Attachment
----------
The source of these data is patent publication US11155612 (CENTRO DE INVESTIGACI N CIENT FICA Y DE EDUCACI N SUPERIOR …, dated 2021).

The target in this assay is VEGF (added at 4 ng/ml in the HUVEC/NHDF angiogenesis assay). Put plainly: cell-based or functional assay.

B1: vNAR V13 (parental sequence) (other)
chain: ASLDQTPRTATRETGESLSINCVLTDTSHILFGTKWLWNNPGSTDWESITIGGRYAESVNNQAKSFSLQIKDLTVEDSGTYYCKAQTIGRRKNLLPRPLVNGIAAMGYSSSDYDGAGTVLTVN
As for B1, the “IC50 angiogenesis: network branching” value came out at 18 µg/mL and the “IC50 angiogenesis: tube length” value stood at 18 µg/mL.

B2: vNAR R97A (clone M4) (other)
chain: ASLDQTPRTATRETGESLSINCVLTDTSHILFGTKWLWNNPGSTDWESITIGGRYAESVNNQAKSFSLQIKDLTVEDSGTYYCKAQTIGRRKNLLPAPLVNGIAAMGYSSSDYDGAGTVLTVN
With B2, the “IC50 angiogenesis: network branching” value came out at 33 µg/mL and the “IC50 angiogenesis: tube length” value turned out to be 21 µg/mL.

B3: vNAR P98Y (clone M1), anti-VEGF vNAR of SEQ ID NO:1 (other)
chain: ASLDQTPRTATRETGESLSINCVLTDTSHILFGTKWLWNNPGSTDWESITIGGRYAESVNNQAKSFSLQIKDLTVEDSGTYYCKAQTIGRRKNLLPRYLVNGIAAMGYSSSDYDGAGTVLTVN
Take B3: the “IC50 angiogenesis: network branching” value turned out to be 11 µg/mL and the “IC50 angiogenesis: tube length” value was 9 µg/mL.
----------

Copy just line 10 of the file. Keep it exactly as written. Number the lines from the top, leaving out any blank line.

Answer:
chain: ASLDQTPRTATRETGESLSINCVLTDTSHILFGTKWLWNNPGSTDWESITIGGRYAESVNNQAKSFSLQIKDLTVEDSGTYYCKAQTIGRRKNLLPRYLVNGIAAMGYSSSDYDGAGTVLTVN